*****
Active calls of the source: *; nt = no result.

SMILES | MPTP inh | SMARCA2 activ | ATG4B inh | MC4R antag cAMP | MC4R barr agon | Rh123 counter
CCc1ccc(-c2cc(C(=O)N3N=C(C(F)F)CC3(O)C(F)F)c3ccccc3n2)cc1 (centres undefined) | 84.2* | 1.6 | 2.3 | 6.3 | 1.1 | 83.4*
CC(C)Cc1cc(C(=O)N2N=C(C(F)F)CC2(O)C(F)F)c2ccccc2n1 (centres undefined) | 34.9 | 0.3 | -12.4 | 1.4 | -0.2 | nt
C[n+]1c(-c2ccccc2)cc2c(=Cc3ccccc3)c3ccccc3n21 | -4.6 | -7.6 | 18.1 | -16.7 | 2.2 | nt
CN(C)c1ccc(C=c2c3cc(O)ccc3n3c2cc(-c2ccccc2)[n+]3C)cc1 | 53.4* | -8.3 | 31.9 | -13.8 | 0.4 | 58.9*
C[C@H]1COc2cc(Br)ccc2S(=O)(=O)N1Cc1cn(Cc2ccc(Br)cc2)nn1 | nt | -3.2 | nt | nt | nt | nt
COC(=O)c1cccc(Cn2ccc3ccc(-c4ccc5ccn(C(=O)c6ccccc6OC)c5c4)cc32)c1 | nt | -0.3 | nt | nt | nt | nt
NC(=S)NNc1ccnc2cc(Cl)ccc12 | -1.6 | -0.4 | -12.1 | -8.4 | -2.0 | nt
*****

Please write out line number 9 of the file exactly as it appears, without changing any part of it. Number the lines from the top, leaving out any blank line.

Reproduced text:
NC(=S)NNc1ccnc2cc(Cl)ccc12 | -1.6 | -0.4 | -12.1 | -8.4 | -2.0 | nt